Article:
A rapid and precise method is described for determination of absolute numbers of hemagglutinating particles present in virus suspensions. The method involves spectrophotometric measurement of the number of red cells dimerized by the virus under conditions in which formation of larger aggregates is precluded.

Results of this procedure are compared with those of titrations based on egg infectivity and the polystyrene microsphere electron micrography for influenza virus; and with plaque count titrations on chick embryo cell monolayers in the case of the virus of Newcastle disease. The agreement is well within the limits expected in view of the different quantities which the various procedures measure.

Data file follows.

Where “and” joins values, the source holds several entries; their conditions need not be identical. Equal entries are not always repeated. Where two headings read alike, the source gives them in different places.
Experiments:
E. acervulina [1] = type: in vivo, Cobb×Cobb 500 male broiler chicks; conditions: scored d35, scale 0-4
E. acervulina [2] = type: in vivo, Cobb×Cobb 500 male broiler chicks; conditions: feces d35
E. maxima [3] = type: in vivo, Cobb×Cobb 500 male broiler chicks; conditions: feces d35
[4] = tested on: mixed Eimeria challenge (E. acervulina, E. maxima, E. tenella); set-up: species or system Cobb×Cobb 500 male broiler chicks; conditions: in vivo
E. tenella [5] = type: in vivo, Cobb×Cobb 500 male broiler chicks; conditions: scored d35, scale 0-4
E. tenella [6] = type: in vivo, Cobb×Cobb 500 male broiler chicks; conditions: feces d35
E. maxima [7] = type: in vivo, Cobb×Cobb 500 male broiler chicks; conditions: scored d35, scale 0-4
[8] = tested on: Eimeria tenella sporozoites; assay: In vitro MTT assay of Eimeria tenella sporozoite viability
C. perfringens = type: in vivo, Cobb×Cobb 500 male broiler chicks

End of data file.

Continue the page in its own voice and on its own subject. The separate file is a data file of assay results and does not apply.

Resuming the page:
The conversion factor for transforming titre in hemagglutinating units based on the pattern procedure into absolute number of agglutinating particles is the same for influenza and Newcastle disease virus.

The precipitation of red blood cells by Newcastle disease virus at 23°C. is optimal at pH's between 6.2 and 5.8.

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